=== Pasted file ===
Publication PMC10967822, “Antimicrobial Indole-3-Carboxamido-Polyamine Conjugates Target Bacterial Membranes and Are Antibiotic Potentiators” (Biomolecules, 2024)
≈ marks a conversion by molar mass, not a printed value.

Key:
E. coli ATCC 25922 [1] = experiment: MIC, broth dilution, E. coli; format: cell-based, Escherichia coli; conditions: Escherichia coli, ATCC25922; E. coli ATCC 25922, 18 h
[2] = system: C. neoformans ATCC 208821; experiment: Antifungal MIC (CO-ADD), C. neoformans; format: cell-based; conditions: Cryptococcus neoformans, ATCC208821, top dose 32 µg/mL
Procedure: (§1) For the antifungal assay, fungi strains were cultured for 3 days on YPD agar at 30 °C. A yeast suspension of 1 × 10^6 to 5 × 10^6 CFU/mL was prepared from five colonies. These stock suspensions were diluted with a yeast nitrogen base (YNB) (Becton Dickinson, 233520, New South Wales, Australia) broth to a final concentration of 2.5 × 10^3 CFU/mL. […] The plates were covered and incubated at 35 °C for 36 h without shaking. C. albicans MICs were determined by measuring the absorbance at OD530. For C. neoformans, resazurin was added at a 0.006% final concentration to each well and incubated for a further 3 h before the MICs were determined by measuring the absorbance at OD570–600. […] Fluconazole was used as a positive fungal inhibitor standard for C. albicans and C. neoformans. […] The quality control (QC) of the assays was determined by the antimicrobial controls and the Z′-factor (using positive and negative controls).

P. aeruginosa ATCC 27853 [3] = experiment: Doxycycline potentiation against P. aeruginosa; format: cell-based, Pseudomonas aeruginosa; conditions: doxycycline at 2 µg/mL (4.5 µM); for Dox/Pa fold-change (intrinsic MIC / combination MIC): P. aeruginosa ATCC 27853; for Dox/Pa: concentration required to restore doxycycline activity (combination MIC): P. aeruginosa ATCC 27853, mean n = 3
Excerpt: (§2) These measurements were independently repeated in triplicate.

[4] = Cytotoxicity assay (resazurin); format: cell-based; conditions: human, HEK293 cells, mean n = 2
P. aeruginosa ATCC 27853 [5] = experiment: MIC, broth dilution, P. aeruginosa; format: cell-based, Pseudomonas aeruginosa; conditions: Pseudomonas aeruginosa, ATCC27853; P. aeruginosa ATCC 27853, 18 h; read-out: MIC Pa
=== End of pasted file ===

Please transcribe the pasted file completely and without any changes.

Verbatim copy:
Publication PMC10967822, “Antimicrobial Indole-3-Carboxamido-Polyamine Conjugates Target Bacterial Membranes and Are Antibiotic Potentiators” (Biomolecules, 2024)
≈ marks a conversion by molar mass, not a printed value.

Key:
E. coli ATCC 25922 [1] = experiment: MIC, broth dilution, E. coli; format: cell-based, Escherichia coli; conditions: Escherichia coli, ATCC25922; E. coli ATCC 25922, 18 h
[2] = system: C. neoformans ATCC 208821; experiment: Antifungal MIC (CO-ADD), C. neoformans; format: cell-based; conditions: Cryptococcus neoformans, ATCC208821, top dose 32 µg/mL
Procedure: (§1) For the antifungal assay, fungi strains were cultured for 3 days on YPD agar at 30 °C. A yeast suspension of 1 × 10^6 to 5 × 10^6 CFU/mL was prepared from five colonies. These stock suspensions were diluted with a yeast nitrogen base (YNB) (Becton Dickinson, 233520, New South Wales, Australia) broth to a final concentration of 2.5 × 10^3 CFU/mL. […] The plates were covered and incubated at 35 °C for 36 h without shaking. C. albicans MICs were determined by measuring the absorbance at OD530. For C. neoformans, resazurin was added at a 0.006% final concentration to each well and incubated for a further 3 h before the MICs were determined by measuring the absorbance at OD570–600. […] Fluconazole was used as a positive fungal inhibitor standard for C. albicans and C. neoformans. […] The quality control (QC) of the assays was determined by the antimicrobial controls and the Z′-factor (using positive and negative controls).

P. aeruginosa ATCC 27853 [3] = experiment: Doxycycline potentiation against P. aeruginosa; format: cell-based, Pseudomonas aeruginosa; conditions: doxycycline at 2 µg/mL (4.5 µM); for Dox/Pa fold-change (intrinsic MIC / combination MIC): P. aeruginosa ATCC 27853; for Dox/Pa: concentration required to restore doxycycline activity (combination MIC): P. aeruginosa ATCC 27853, mean n = 3
Excerpt: (§2) These measurements were independently repeated in triplicate.

[4] = Cytotoxicity assay (resazurin); format: cell-based; conditions: human, HEK293 cells, mean n = 2
P. aeruginosa ATCC 27853 [5] = experiment: MIC, broth dilution, P. aeruginosa; format: cell-based, Pseudomonas aeruginosa; conditions: Pseudomonas aeruginosa, ATCC27853; P. aeruginosa ATCC 27853, 18 h; read-out: MIC Pa